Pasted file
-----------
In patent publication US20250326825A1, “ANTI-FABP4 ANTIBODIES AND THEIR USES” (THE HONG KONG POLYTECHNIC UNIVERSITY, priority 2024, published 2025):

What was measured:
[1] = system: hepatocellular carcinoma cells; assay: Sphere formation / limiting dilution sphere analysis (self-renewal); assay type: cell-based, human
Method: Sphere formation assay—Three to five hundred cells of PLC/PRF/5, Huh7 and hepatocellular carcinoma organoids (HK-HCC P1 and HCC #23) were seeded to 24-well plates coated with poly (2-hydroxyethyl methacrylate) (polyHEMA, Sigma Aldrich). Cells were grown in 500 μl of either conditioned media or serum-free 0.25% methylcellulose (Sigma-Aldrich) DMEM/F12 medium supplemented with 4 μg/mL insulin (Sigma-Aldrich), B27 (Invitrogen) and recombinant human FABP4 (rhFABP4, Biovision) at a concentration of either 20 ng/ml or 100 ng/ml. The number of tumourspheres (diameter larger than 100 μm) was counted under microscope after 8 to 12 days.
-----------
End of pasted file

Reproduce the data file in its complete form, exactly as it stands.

In patent publication US20250326825A1, “ANTI-FABP4 ANTIBODIES AND THEIR USES” (THE HONG KONG POLYTECHNIC UNIVERSITY, priority 2024, published 2025):

What was measured:
[1] = system: hepatocellular carcinoma cells; assay: Sphere formation / limiting dilution sphere analysis (self-renewal); assay type: cell-based, human
Method: Sphere formation assay—Three to five hundred cells of PLC/PRF/5, Huh7 and hepatocellular carcinoma organoids (HK-HCC P1 and HCC #23) were seeded to 24-well plates coated with poly (2-hydroxyethyl methacrylate) (polyHEMA, Sigma Aldrich). Cells were grown in 500 μl of either conditioned media or serum-free 0.25% methylcellulose (Sigma-Aldrich) DMEM/F12 medium supplemented with 4 μg/mL insulin (Sigma-Aldrich), B27 (Invitrogen) and recombinant human FABP4 (rhFABP4, Biovision) at a concentration of either 20 ng/ml or 100 ng/ml. The number of tumourspheres (diameter larger than 100 μm) was counted under microscope after 8 to 12 days.